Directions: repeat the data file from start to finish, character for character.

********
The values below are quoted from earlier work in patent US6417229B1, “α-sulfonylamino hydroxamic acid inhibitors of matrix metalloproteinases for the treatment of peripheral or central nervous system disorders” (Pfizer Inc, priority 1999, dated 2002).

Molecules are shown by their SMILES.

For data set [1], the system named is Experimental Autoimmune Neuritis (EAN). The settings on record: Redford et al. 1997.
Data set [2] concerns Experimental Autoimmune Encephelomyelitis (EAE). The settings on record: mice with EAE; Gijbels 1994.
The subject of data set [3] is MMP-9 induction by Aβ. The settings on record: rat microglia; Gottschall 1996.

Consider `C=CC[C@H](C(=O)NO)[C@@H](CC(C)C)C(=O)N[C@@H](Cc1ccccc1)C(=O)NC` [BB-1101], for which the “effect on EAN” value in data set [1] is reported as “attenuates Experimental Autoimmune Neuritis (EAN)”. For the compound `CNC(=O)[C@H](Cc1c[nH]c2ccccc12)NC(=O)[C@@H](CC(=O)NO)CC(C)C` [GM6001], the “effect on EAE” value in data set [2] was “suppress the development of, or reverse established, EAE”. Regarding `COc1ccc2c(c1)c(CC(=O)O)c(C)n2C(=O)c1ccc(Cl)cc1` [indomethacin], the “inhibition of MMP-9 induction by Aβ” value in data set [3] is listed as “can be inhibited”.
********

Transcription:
The values below are quoted from earlier work in patent US6417229B1, “α-sulfonylamino hydroxamic acid inhibitors of matrix metalloproteinases for the treatment of peripheral or central nervous system disorders” (Pfizer Inc, priority 1999, dated 2002).

Molecules are shown by their SMILES.

For data set [1], the system named is Experimental Autoimmune Neuritis (EAN). The settings on record: Redford et al. 1997.
Data set [2] concerns Experimental Autoimmune Encephelomyelitis (EAE). The settings on record: mice with EAE; Gijbels 1994.
The subject of data set [3] is MMP-9 induction by Aβ. The settings on record: rat microglia; Gottschall 1996.

Consider `C=CC[C@H](C(=O)NO)[C@@H](CC(C)C)C(=O)N[C@@H](Cc1ccccc1)C(=O)NC` [BB-1101], for which the “effect on EAN” value in data set [1] is reported as “attenuates Experimental Autoimmune Neuritis (EAN)”. For the compound `CNC(=O)[C@H](Cc1c[nH]c2ccccc12)NC(=O)[C@@H](CC(=O)NO)CC(C)C` [GM6001], the “effect on EAE” value in data set [2] was “suppress the development of, or reverse established, EAE”. Regarding `COc1ccc2c(c1)c(CC(=O)O)c(C)n2C(=O)c1ccc(Cl)cc1` [indomethacin], the “inhibition of MMP-9 induction by Aβ” value in data set [3] is listed as “can be inhibited”.